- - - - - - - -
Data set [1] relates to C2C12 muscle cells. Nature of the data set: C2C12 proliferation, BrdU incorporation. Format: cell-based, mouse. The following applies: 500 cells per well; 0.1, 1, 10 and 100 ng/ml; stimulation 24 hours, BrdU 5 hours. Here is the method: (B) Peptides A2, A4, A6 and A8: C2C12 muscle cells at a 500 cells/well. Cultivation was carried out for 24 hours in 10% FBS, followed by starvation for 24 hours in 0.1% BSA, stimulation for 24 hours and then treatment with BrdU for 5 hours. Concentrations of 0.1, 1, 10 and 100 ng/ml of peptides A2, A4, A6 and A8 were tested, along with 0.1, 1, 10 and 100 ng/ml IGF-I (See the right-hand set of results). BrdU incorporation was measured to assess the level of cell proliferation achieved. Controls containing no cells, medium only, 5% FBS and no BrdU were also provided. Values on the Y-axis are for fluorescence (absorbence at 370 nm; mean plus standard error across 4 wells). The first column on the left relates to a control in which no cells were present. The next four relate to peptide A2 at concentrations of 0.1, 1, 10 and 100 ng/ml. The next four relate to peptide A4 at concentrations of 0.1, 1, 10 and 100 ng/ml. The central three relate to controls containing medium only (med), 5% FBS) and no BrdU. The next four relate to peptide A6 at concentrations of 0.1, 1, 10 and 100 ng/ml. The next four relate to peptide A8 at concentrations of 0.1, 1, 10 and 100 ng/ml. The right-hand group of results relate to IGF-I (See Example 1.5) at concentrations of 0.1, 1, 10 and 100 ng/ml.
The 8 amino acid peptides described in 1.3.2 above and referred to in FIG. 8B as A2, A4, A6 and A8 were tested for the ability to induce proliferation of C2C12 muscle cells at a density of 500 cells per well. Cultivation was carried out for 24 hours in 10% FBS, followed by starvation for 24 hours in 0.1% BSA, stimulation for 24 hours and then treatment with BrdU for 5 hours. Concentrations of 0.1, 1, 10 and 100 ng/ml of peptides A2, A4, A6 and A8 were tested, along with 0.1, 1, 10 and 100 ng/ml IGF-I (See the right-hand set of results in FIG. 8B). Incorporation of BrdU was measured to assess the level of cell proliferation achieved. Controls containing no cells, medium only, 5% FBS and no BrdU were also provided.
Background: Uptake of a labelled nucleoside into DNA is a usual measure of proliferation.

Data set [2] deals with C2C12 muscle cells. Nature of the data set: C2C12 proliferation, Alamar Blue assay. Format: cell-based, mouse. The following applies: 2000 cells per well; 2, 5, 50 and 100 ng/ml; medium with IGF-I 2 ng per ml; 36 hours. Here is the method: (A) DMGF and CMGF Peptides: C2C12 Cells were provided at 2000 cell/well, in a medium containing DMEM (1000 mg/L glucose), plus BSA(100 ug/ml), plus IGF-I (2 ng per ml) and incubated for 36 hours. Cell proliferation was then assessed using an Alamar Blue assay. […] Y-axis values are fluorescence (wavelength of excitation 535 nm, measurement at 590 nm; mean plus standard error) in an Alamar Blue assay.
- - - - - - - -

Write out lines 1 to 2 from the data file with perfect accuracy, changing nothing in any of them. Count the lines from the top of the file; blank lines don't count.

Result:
Data set [1] relates to C2C12 muscle cells. Nature of the data set: C2C12 proliferation, BrdU incorporation. Format: cell-based, mouse. The following applies: 500 cells per well; 0.1, 1, 10 and 100 ng/ml; stimulation 24 hours, BrdU 5 hours. Here is the method: (B) Peptides A2, A4, A6 and A8: C2C12 muscle cells at a 500 cells/well. Cultivation was carried out for 24 hours in 10% FBS, followed by starvation for 24 hours in 0.1% BSA, stimulation for 24 hours and then treatment with BrdU for 5 hours. Concentrations of 0.1, 1, 10 and 100 ng/ml of peptides A2, A4, A6 and A8 were tested, along with 0.1, 1, 10 and 100 ng/ml IGF-I (See the right-hand set of results). BrdU incorporation was measured to assess the level of cell proliferation achieved. Controls containing no cells, medium only, 5% FBS and no BrdU were also provided. Values on the Y-axis are for fluorescence (absorbence at 370 nm; mean plus standard error across 4 wells). The first column on the left relates to a control in which no cells were present. The next four relate to peptide A2 at concentrations of 0.1, 1, 10 and 100 ng/ml. The next four relate to peptide A4 at concentrations of 0.1, 1, 10 and 100 ng/ml. The central three relate to controls containing medium only (med), 5% FBS) and no BrdU. The next four relate to peptide A6 at concentrations of 0.1, 1, 10 and 100 ng/ml. The next four relate to peptide A8 at concentrations of 0.1, 1, 10 and 100 ng/ml. The right-hand group of results relate to IGF-I (See Example 1.5) at concentrations of 0.1, 1, 10 and 100 ng/ml.
The 8 amino acid peptides described in 1.3.2 above and referred to in FIG. 8B as A2, A4, A6 and A8 were tested for the ability to induce proliferation of C2C12 muscle cells at a density of 500 cells per well. Cultivation was carried out for 24 hours in 10% FBS, followed by starvation for 24 hours in 0.1% BSA, stimulation for 24 hours and then treatment with BrdU for 5 hours. Concentrations of 0.1, 1, 10 and 100 ng/ml of peptides A2, A4, A6 and A8 were tested, along with 0.1, 1, 10 and 100 ng/ml IGF-I (See the right-hand set of results in FIG. 8B). Incorporation of BrdU was measured to assess the level of cell proliferation achieved. Controls containing no cells, medium only, 5% FBS and no BrdU were also provided.